Interested in natural cleaners and green living? Learn how to make scented vinegar for cleaning. It's an affordable and easy way to update your cleaning routine.
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When I was a child I was obsessed with Laura Ingalls Wilder. Remember her? The pioneer girl whose classic books were made into the Little House on the Prairie series? I would channel my inner Laura and pretend to be a pioneer girl trying to church butter, grind corn meal, or make maple syrup candy.
Even as an adult I love homemaking project that make me feel like a total pioneer goddess. Come on, admit it… harvesting those homegrown tomatoes makes you feel a little like a frontier woman providing for your family.
Infused vinegar is that kind of project for me. I love filling jars with cedar needles or leftover citrus peels and turning out jars upon jars of naturally scented cleaner. It feels like I am making something useful out of (almost) nothing.
Honestly, it’s becoming a bit of an addiction.
Last month my pantry shelves and kitchen cabinets were so full of scented vinegar I had to go on a cleaning spree to use it all up.
Why I Love Making Scented Vinegar
Here’s what I love so much about the project:
- It’s easy. Seriously, it takes about 2 seconds.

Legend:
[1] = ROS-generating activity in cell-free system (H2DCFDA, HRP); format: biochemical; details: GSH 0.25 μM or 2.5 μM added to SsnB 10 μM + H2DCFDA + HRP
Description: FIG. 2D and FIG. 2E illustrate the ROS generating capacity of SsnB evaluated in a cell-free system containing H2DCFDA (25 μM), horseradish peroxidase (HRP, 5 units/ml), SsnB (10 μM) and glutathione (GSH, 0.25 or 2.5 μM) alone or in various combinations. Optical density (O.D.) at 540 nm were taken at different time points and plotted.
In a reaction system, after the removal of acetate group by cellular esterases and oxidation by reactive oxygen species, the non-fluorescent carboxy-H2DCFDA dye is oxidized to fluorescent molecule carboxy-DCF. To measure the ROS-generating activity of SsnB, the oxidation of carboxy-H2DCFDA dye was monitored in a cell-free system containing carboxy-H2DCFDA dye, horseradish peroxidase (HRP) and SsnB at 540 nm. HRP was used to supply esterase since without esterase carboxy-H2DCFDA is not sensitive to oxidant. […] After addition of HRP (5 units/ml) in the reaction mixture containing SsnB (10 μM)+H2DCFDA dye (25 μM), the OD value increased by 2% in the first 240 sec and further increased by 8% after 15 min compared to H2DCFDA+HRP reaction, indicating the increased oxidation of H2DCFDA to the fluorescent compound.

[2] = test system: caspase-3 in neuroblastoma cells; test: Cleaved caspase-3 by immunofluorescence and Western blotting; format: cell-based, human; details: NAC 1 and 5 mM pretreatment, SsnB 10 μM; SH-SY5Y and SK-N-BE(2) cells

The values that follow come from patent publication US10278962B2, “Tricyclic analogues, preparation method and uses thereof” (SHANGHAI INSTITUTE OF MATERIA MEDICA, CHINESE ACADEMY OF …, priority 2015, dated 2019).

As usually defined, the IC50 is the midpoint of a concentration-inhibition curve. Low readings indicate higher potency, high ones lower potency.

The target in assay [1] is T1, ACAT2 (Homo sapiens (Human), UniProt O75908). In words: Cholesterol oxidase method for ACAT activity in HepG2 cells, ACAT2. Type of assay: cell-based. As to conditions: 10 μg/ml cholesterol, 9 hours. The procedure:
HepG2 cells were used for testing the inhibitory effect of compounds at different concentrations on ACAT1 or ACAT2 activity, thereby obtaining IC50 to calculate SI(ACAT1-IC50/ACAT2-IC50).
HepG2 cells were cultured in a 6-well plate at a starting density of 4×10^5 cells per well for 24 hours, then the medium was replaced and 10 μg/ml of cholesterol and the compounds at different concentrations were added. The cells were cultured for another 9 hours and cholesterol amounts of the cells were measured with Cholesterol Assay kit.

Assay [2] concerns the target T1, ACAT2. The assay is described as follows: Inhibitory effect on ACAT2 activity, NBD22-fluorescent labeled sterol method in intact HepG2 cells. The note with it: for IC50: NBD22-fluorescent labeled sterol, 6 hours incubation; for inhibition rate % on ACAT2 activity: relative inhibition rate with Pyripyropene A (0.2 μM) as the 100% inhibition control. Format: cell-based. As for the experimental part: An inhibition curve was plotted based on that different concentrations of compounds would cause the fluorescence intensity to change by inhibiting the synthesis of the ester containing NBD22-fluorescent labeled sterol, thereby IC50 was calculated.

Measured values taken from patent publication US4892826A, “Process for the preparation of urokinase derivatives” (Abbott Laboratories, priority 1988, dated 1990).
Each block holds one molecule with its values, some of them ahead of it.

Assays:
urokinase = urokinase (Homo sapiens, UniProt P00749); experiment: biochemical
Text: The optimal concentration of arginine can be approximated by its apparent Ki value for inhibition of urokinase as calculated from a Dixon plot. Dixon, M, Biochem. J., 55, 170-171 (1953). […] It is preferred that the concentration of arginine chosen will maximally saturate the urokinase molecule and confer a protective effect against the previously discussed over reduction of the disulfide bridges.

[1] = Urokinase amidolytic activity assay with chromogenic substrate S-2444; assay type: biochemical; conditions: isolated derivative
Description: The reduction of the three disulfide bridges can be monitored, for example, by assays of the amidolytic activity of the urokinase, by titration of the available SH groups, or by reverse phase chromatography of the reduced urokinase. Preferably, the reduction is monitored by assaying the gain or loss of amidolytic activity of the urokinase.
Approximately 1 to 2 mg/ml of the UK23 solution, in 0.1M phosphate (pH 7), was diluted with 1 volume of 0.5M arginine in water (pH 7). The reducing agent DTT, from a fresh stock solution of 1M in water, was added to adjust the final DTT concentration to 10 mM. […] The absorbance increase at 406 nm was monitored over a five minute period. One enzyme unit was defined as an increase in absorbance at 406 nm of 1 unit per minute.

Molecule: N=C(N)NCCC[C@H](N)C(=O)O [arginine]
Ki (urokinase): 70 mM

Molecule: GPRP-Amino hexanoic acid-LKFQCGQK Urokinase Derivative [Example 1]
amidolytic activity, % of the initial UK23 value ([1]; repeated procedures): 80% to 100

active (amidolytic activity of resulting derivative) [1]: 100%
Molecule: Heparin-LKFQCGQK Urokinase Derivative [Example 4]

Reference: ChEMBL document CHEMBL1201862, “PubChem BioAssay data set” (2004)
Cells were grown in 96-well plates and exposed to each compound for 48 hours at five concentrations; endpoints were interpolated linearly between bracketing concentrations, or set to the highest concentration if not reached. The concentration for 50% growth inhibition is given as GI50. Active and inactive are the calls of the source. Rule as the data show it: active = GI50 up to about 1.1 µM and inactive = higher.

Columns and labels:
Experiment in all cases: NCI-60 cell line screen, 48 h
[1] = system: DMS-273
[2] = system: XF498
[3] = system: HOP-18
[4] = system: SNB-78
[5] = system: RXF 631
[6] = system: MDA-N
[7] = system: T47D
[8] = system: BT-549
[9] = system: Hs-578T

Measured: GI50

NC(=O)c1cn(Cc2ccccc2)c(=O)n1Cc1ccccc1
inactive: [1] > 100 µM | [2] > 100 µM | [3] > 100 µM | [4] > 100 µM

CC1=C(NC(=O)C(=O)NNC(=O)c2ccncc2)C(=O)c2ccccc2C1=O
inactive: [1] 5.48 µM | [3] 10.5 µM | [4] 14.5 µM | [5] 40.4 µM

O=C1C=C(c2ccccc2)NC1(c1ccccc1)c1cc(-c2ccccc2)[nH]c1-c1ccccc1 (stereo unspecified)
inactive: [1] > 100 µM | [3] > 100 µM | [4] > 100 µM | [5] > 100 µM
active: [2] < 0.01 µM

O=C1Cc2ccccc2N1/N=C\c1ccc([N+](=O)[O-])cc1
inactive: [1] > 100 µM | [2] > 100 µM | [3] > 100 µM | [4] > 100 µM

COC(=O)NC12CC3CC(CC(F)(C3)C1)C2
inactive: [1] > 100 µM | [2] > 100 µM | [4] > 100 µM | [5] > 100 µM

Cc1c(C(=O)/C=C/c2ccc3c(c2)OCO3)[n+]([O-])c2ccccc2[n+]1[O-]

- It uses up leftover fruit peels or herbs that would otherwise go to waste.
- It encourages me to clean with all natural products.
Whatever the reason, scented vinegar has a hold on me. It’s here to stay!
Scented Vinegar Varieties
I made the discovery one weekend when my vegetable crisper was stuffed with a bunch of leftover herbs that were on the verge of going bad. It’s the perfect cleaner to make in summer when fresh herbs are plentiful or in winter when you have fresh herbs leftover from holiday recipes and citrus is cheap .
How to Make Scented Vinegar for Cleaning
- Wash and dry large glass jars. I use quart canning jars.
- Fill the jar ½ full with citrus peels and herbs. I’ve tried lime with mint, lemon with sage, and orange with basil.
- Heat white vinegar to nearly boiling. I microwave mine in a large Pyrex measuring cup. (Glass does not react with the acetic acid in vinegar. Do not use an aluminum pan to heat vinegar!)
- Pour the vinegar over the herbs, seal and place the jars in a cool dark place.
- Check the mixture after 24 hours, it should be ready use. (Allow it to sit longer if you want to smell to deepen.)
- Strain the peels and herb out of the mixture and discard. (You can also freezer the peels and herbs into cubes to clean your in-sink disposal.)
- Store the scented vinegar in a cool dark location.
How to Clean with Scented Vinegar